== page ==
Parker himself is tall and thin. I first noticed him, at a school dance when I was fifteen, he seventeen, because he stood above all the other boys there by at least half a head. He had, and still does have, excellent posture. You really could draw a straight line from his ears to his ankles, just the way books say you should be able to. With my own body, even with practice in front of a full-length mirror, I've never quite gotten it. I might be able to stand still that way, but I couldn't maintain it in motion.

"Isn't that what you've always weighed?" he asks.

"It isn't showing up in actual numbers yet," I reply, undaunted. "I know what I feel."

Pretty soon, my feet will spread so wide it will be difficult to read the numbers. How then, will I ever be able to verify what I know to be true?

"Does it bother you more than it used to?" Parker asks. I am sitting on the floor, massaging my feet.

"Only when I think about it," I answer, though what I really mean is that I think about it almost all the time.

What with eliminating running from my life, I have a bit more time each day. Time to relax with coffee on Saturday mornings. Stretch out and read the newspaper.

Last week two juveniles, fifteen years old, broke into a house not four blocks from here and beat the elderly homeowners in their bed with their own golf clubs, then they left them there, two bloody heads on white pillows, while they drove off in the couple's car for a holiday. They were apprehended by police at the ferry terminal. They showed no remorse. Now a social worker has come forward to say the youths each have had difficult childhoods, and we (that is, society) are really to blame. This is what she says, from pages spread out before me right in my very own kitchen, and she ought to know; she has a PhD, not to mention tenure.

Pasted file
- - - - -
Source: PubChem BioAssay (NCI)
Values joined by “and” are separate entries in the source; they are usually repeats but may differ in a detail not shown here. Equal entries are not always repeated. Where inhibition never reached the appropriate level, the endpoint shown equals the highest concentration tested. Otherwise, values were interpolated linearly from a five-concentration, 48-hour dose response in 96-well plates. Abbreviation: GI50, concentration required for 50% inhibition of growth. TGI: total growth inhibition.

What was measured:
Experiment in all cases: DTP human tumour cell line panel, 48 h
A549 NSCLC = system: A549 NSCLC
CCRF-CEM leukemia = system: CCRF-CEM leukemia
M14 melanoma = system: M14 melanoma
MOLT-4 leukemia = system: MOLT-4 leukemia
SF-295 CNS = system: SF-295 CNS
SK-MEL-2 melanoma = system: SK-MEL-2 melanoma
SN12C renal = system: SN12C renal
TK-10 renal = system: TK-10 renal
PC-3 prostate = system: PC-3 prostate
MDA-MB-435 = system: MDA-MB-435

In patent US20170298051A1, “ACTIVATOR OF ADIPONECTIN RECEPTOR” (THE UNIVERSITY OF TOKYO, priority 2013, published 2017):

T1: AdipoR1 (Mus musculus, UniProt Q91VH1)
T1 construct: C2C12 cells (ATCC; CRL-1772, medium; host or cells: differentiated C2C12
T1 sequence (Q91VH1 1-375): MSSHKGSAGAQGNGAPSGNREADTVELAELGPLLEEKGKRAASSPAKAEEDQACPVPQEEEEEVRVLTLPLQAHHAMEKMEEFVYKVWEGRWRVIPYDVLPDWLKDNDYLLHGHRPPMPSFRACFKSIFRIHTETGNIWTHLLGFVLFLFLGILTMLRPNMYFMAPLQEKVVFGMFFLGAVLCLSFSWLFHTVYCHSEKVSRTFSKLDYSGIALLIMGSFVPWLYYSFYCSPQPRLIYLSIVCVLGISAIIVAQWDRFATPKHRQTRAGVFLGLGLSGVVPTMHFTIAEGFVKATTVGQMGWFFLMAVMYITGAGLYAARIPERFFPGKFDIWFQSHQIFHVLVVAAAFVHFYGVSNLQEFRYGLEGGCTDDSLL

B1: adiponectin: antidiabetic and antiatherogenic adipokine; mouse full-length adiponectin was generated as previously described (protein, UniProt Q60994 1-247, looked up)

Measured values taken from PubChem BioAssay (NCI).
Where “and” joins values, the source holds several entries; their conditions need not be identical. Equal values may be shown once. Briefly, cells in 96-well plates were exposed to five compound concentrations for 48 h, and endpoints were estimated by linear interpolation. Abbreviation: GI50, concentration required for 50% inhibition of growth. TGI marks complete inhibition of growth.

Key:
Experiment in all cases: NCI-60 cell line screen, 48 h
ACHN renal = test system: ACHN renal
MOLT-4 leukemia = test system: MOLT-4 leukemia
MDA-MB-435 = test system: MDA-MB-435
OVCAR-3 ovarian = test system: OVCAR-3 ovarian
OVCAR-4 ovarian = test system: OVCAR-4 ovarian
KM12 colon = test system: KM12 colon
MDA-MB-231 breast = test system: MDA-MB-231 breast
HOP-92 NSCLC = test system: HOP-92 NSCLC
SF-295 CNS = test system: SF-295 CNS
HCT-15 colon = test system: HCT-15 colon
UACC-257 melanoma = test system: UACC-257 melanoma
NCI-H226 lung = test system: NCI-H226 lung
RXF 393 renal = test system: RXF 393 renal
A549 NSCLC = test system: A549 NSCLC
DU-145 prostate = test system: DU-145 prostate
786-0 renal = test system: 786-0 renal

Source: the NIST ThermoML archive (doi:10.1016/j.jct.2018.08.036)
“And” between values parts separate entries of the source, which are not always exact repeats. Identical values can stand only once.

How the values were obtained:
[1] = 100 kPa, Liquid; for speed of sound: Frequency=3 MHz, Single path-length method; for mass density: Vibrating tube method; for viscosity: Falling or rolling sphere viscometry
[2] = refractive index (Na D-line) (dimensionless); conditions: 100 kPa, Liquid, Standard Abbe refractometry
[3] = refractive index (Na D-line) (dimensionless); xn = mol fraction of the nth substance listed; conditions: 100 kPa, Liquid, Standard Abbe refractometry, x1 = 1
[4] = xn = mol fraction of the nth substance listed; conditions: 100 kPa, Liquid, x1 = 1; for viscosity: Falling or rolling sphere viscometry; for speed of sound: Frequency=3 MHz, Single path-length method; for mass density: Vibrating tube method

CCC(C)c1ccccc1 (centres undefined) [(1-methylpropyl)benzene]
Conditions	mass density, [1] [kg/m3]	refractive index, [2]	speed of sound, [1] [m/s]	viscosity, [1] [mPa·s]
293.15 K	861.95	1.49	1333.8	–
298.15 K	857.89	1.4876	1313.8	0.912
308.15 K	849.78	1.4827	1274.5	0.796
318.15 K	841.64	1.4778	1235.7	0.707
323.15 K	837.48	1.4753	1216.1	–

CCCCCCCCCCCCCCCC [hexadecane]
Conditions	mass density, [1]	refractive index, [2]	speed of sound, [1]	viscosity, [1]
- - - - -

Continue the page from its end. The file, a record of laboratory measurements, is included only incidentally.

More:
I make a triple batch of spaghetti with meatball sauce and sit down with a plateful. It looks like bloodied heads on a pillow of parasitic worms. Comfort food.

"What you need," my friend says, "is to become vegetarian. Don't eat any meat. Animals are killed in violence and cruelty: they die in fear. If you eat fear, you become fearful."

Yes. Not only that, there are toxins in much of the food we eat. So I change my ways. I rarely spend time in the kitchen anymore, except to make potfuls of soup from organic vegetables. I buy certified organic fruit at the health food store. It has blemishes. "That's the way real fruit looks," the clerk says; "in fact, some people won't even buy fruit that looks perfect any more." I sift through the bin, looking especially for misshapen apples and motley oranges; I want my money's worth. I also try out numerous low-fat recipes that will enable my family to live longer in this increasingly violent world. "What is this stuff?" my son says, flicking the little bits of white around on his plate of carrot-broccoli stir fry on steamed brown rice. "What do you mean, tofu? TO-FU? Toe food?"

Also, I bake whole grain bread. But mostly I am too busy with a new exercise regime. Biking, walking briskly, low impact aerobics at the rec centre. Gentle exercises for the temple of the body.

A month of this and I am ready to buy a Little Black Dress. At home, to surprise Parker, I try it on. I even go to the trouble of putting on "Sheer Midnight" hose, then I rummage through the back of my closet, find and blow the dust off a pair of classic, black pumps, and squeeze into these. It's necessary; I am making a fashion statement.